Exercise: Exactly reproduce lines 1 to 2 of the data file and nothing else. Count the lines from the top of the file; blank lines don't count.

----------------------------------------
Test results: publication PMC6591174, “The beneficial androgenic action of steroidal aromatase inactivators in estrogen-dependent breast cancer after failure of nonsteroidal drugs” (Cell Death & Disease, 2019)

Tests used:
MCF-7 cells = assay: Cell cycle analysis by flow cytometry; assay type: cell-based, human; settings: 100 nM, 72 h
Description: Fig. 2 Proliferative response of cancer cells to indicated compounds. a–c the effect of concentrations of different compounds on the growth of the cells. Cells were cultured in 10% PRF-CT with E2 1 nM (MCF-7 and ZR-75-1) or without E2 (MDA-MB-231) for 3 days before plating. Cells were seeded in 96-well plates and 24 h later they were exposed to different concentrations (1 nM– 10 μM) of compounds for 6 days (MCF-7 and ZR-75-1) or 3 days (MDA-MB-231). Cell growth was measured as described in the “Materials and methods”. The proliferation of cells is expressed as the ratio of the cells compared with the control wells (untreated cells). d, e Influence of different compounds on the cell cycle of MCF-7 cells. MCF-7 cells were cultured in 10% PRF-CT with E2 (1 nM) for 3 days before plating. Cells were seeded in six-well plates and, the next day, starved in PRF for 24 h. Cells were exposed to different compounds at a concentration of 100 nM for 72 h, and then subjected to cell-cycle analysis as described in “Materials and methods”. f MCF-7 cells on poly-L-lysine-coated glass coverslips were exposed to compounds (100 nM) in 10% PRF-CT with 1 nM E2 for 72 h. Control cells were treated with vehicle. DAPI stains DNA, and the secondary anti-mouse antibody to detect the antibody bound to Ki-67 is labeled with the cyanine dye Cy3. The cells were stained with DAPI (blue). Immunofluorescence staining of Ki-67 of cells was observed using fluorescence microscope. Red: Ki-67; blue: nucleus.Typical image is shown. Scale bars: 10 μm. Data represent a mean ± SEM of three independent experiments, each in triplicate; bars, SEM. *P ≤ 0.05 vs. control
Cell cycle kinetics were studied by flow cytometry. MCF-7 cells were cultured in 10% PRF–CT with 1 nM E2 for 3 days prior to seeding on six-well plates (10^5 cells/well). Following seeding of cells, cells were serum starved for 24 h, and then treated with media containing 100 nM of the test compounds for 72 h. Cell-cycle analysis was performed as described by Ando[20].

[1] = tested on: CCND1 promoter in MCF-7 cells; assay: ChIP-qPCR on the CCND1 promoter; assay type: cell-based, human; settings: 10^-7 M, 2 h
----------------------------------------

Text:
Test results: publication PMC6591174, “The beneficial androgenic action of steroidal aromatase inactivators in estrogen-dependent breast cancer after failure of nonsteroidal drugs” (Cell Death & Disease, 2019)

Tests used: